- San Juan
- 48 Convertible
- Down East
- 32,000 lbs.
- 2/825-hp MTU Series 60 diesel inboards
- 750 gal.
- 120 gal.
Muir Atlantic 2500 windlass
8-hp SidePower bow and stern thrusters
folding composite mast
Standard Horizon Intrepid+ 1270S VHF
Simrad AP22 autopilot
Furuno NavNet color radar/plotter/sounder
teak cockpit, pilothouse, and swim-platform decks
flat-screen TVs and DVD players in galley and master
3-burner Force 10 cooktop
Sharp microwave oven
Broan trash compactor
Splendide Comb-o-matic 2000 washer/dryer
18-gal. Force 10 water heater
Northern Lights 12-kW genset
Village Marine 600-gpd watermaker
Tides Marine dripless shaft (and rudder stock) logs
3/Rule 3,700-gph auto. bilge pumps w/Ultra float switches
customized Bennett trim tabs
9 1/2 Zodiac RIB w/6-hp Honda 4-stroke outboard
TEST BOAT SPECIFICATIONS
2/825-hp MTU Series 60 diesel inboards
Twin Disc V5114/1.52:1
27"x36" 4-blade Nibral Austral
Marol rotary-actuated hydraulic
OPTIONAL EQUIPMENT ON TEST BOAT
Holy smokes!" I exclaimed while pouring the coal to San Juan's new 48 Motor Yacht, a sleek, blue beauty with the styling machismo of a Maine lobster boat, the fit and finish of a jet-set Italian villa, and the engineering subtleties of a BMW 7-Series sedan. Did this baby perform or what? She was virtually leaping on plane!
A grin enlivened my countenance. In seconds the boat was swooping across the choppy surface of Fidalgo Bay like a low-flying fighter plane, with whitecaps blurring past, picturesque Anacortes, Washington, in the background, and her Series 60 MTUs purring away like big, contented 825-hp kittens. I glanced down at the readout on the Furuno NavNet. Top speed: 45 mph or thereabouts. I could hardly believe my eyes. Already? The sense of control I enjoyed—and the tranquil ambiance at the helm—were indicative of a much gentler pace.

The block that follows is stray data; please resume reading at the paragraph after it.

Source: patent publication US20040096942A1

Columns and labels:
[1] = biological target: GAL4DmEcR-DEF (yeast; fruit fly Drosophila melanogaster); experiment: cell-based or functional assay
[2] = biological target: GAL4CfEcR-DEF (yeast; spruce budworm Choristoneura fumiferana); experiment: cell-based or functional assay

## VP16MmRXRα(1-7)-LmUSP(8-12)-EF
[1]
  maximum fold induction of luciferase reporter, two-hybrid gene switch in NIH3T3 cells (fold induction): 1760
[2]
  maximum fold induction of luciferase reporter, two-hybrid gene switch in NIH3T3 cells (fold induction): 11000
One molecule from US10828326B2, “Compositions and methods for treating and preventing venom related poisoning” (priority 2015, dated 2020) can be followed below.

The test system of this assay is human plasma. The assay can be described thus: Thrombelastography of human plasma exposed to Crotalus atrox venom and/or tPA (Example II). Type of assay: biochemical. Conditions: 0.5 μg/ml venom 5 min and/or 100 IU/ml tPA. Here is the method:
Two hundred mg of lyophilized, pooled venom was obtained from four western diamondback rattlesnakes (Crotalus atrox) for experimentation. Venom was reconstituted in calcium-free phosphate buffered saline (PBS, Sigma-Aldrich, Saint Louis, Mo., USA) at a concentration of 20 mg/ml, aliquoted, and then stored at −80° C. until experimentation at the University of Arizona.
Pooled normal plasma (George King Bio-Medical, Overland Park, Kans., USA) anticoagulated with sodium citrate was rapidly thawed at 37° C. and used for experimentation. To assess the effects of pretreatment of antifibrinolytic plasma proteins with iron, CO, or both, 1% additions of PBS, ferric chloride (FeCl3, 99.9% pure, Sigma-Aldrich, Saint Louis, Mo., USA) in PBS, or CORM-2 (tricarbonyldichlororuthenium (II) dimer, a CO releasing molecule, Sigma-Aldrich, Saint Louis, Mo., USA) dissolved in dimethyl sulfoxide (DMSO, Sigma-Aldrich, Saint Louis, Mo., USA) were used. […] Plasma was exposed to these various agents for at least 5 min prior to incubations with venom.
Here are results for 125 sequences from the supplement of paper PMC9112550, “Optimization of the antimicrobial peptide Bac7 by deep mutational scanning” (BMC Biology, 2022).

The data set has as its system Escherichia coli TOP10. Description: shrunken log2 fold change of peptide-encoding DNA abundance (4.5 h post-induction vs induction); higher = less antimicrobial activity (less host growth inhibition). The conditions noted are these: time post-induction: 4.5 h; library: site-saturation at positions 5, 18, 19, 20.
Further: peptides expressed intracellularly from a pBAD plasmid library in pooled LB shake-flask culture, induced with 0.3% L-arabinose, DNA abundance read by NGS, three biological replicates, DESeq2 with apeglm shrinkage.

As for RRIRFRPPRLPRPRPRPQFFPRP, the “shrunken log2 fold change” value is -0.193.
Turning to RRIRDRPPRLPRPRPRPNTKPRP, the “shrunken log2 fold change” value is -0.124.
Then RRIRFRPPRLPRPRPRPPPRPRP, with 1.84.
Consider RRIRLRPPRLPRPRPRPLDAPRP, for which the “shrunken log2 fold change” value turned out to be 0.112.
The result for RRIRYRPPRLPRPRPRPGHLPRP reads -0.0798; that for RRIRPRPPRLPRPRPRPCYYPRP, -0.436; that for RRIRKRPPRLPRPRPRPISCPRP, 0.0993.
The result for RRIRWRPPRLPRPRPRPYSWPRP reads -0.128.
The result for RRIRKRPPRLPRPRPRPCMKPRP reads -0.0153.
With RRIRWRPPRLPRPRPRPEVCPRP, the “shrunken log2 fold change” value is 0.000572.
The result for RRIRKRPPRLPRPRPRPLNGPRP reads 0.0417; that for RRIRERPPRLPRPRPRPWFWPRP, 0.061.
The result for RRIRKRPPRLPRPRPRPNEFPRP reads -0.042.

A rousing turn seemed in order. With an index finger I rotated the destroyer-type wheel to starboard tentatively, then (quite satisfied with the result) spun it with a vengeance, ultimately carving a tight, foaming white crescent in the cold, blue waters of the bay. For the pure livin' heck of it, I then carved two more hard-over crescents and a half-dozen compact figure-eights, every one a joy. Such wholehearted agility, enlivened by a constant sense of seamless solidity underfoot, was more fun than a barrel of boat-show tickets, of course, but it was also evocative of a strong, integrated approach to construction.
The 48 is composed of just four basic parts: hull, deck, interior liner, and superstructure. All are vacuum-infused using pricey E-glass, CoreCell coring, a high-end hybrid epoxy-vinylester resin, and in the hull alone, lots of impact-resistant Kevlar. Combine such a highly technical, lightweight assemblage into a single, unibody chunk, add four, cored-glass, watertight structural bulkheads, a PVC foam-filled E-glass stringer grid, and a box-type hull-to-deck joint, both chemically bonded and mechanically fastened, and what results is a sensation of pure, velvet-gloved brawn underway, despite the boat having a mere 32,000-pound displacement.
But construction's not the entire story. The 48's propulsion system also plays a major role in her performance. Rather than the waterjets and computerized joystick-type engine controls that hallmark boats from competing companies, San Juan opts for a straightforward approach: inboard diesels routed through close-coupled V-drives to straight shafts, with big props in tunnels and big rudders for lots of steering control, especially in following seas. Single-lever DDEC electronic sticks at the helm put the finishing touches on the package.
Drivetrain simplicity alone has little to do with the smoothness of the 48's open-water ride or her cornering agility, however. Instead, the key is the savvy way the system was designed, built, and installed. Consider, for example, the 7'5" breadth between the props, as well as the rudders, a design element that boosts turning leverage and maneuvering oomph big-time. And then, not only does the boat's Marol rotary-actuated hydraulics make steering fingertip easy, the system mechanically blocks rudder chatter from the helm and obviates wheel creep, in turns as well as on the straightaway. To further enhance smoothness, rudder stocks are stabilized in gutsy stainless steel fabrications bolted into stainless steel plates that are laminated into massive hull foundations during the infusion process. And the standard-issue, computer-balanced Austral propellers on our test boat were top-shelfers. Teamed up with prop shafts hand-picked by San Juan's engineers with the reported fussiness of operating-room technicians, they helped make the ride as vibration-free as it was fast.